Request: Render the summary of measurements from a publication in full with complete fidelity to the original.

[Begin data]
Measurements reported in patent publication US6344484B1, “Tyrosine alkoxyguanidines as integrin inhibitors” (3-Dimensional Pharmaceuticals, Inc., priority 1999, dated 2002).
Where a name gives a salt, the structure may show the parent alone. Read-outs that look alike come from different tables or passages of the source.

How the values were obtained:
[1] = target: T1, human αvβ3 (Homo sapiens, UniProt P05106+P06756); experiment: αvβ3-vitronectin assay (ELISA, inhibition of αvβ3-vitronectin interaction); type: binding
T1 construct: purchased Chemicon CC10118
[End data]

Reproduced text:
Measurements reported in patent publication US6344484B1, “Tyrosine alkoxyguanidines as integrin inhibitors” (3-Dimensional Pharmaceuticals, Inc., priority 1999, dated 2002).
Where a name gives a salt, the structure may show the parent alone. Read-outs that look alike come from different tables or passages of the source.

How the values were obtained:
[1] = target: T1, human αvβ3 (Homo sapiens, UniProt P05106+P06756); experiment: αvβ3-vitronectin assay (ELISA, inhibition of αvβ3-vitronectin interaction); type: binding
T1 construct: purchased Chemicon CC10118